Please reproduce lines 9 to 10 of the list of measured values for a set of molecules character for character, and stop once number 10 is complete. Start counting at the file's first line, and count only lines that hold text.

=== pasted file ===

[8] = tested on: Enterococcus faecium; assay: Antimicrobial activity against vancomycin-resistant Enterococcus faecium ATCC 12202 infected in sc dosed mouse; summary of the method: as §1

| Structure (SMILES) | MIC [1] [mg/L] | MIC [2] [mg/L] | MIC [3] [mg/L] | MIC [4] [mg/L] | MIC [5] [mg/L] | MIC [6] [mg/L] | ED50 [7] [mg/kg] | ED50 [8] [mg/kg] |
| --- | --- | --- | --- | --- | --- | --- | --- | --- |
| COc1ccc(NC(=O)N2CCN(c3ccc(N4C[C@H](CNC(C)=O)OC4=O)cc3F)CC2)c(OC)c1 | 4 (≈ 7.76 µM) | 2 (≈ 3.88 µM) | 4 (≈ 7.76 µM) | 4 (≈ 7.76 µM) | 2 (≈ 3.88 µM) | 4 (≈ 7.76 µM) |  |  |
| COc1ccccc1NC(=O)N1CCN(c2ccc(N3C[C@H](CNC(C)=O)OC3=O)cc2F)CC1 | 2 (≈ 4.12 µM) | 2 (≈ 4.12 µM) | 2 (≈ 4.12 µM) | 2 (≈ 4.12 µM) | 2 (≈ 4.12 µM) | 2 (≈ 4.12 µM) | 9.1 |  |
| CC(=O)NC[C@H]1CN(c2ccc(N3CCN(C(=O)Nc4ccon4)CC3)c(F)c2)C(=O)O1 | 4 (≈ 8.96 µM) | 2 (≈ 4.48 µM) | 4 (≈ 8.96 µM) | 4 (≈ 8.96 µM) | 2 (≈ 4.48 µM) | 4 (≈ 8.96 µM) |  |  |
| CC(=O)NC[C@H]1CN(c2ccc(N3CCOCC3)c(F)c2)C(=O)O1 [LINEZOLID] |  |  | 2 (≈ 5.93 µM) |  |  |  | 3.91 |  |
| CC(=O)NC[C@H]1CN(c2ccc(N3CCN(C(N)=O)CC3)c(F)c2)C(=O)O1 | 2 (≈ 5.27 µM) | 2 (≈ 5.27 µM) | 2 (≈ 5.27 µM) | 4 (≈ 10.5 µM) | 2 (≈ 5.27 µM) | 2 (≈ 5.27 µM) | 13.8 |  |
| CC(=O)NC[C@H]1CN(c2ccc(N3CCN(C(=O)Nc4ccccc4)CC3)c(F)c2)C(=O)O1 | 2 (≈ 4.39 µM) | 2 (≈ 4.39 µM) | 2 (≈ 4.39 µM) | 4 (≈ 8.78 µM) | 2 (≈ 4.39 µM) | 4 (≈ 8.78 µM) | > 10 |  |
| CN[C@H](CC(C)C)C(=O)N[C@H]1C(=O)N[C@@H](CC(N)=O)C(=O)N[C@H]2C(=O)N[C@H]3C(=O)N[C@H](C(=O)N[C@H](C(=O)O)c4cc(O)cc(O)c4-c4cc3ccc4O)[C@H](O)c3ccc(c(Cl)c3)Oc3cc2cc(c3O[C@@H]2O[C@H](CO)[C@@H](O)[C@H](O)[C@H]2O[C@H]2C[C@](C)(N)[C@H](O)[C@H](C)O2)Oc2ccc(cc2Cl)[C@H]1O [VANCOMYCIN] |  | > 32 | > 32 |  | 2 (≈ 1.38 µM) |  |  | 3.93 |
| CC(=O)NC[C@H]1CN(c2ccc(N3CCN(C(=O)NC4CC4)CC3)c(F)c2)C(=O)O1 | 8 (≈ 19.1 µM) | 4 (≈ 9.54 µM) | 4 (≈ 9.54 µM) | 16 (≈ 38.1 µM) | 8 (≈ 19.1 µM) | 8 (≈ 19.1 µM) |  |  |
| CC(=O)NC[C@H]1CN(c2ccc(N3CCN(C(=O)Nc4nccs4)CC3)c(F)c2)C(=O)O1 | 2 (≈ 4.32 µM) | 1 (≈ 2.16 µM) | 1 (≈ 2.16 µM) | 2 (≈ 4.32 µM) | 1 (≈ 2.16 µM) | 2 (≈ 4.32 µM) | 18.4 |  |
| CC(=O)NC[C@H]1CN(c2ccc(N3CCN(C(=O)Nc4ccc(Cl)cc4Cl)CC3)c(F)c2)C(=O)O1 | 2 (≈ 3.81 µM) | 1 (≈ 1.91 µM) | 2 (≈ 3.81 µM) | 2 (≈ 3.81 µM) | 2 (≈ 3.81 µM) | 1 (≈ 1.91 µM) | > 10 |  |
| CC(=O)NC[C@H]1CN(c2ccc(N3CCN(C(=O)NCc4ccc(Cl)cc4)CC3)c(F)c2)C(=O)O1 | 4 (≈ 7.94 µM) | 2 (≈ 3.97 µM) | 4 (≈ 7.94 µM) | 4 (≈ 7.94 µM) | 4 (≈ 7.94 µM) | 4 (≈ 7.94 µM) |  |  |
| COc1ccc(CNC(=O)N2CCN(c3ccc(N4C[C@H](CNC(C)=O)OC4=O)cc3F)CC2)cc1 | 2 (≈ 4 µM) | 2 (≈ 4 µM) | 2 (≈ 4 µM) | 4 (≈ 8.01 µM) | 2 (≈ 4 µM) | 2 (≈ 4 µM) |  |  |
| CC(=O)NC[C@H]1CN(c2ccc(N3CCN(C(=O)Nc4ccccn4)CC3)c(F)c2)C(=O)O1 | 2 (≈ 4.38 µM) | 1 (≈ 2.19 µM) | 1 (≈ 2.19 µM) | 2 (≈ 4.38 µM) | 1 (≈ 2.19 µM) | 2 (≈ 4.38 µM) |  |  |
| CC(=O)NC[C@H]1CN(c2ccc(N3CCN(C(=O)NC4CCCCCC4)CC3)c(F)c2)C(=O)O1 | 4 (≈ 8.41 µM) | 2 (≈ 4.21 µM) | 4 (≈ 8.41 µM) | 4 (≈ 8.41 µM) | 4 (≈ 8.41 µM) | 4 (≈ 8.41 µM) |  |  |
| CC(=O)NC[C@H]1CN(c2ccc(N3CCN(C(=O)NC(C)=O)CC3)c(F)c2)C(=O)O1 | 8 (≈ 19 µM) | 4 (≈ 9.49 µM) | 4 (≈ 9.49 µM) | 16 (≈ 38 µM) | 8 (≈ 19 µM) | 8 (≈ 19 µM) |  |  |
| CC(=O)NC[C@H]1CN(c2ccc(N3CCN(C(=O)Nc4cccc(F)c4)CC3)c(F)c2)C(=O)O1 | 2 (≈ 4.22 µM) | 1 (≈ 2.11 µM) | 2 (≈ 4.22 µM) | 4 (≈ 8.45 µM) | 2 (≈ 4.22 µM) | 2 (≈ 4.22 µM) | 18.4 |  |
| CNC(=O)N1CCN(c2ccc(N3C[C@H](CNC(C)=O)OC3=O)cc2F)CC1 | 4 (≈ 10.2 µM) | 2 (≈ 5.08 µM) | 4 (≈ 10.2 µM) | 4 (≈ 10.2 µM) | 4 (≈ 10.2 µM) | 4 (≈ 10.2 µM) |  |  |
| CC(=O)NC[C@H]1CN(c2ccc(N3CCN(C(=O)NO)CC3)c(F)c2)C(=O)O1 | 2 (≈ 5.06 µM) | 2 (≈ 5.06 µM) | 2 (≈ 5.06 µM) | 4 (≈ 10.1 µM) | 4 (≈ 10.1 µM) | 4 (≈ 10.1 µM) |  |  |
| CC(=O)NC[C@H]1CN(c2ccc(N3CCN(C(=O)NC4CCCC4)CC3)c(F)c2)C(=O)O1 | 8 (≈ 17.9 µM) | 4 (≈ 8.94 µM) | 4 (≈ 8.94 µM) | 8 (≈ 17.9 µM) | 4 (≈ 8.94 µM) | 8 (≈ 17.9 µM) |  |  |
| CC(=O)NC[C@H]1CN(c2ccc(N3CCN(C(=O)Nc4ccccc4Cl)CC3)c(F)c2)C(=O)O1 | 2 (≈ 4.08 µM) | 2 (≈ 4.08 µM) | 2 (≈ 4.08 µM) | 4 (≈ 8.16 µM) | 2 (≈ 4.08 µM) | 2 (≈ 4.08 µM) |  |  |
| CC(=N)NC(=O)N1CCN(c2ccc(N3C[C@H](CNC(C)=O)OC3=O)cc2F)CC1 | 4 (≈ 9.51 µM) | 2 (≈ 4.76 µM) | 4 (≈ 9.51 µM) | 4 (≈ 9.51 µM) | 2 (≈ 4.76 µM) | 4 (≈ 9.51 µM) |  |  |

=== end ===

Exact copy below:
| CC(=O)NC[C@H]1CN(c2ccc(N3CCN(C(=O)Nc4ccccc4)CC3)c(F)c2)C(=O)O1 | 2 (≈ 4.39 µM) | 2 (≈ 4.39 µM) | 2 (≈ 4.39 µM) | 4 (≈ 8.78 µM) | 2 (≈ 4.39 µM) | 4 (≈ 8.78 µM) | > 10 |  |
| CN[C@H](CC(C)C)C(=O)N[C@H]1C(=O)N[C@@H](CC(N)=O)C(=O)N[C@H]2C(=O)N[C@H]3C(=O)N[C@H](C(=O)N[C@H](C(=O)O)c4cc(O)cc(O)c4-c4cc3ccc4O)[C@H](O)c3ccc(c(Cl)c3)Oc3cc2cc(c3O[C@@H]2O[C@H](CO)[C@@H](O)[C@H](O)[C@H]2O[C@H]2C[C@](C)(N)[C@H](O)[C@H](C)O2)Oc2ccc(cc2Cl)[C@H]1O [VANCOMYCIN] |  | > 32 | > 32 |  | 2 (≈ 1.38 µM) |  |  | 3.93 |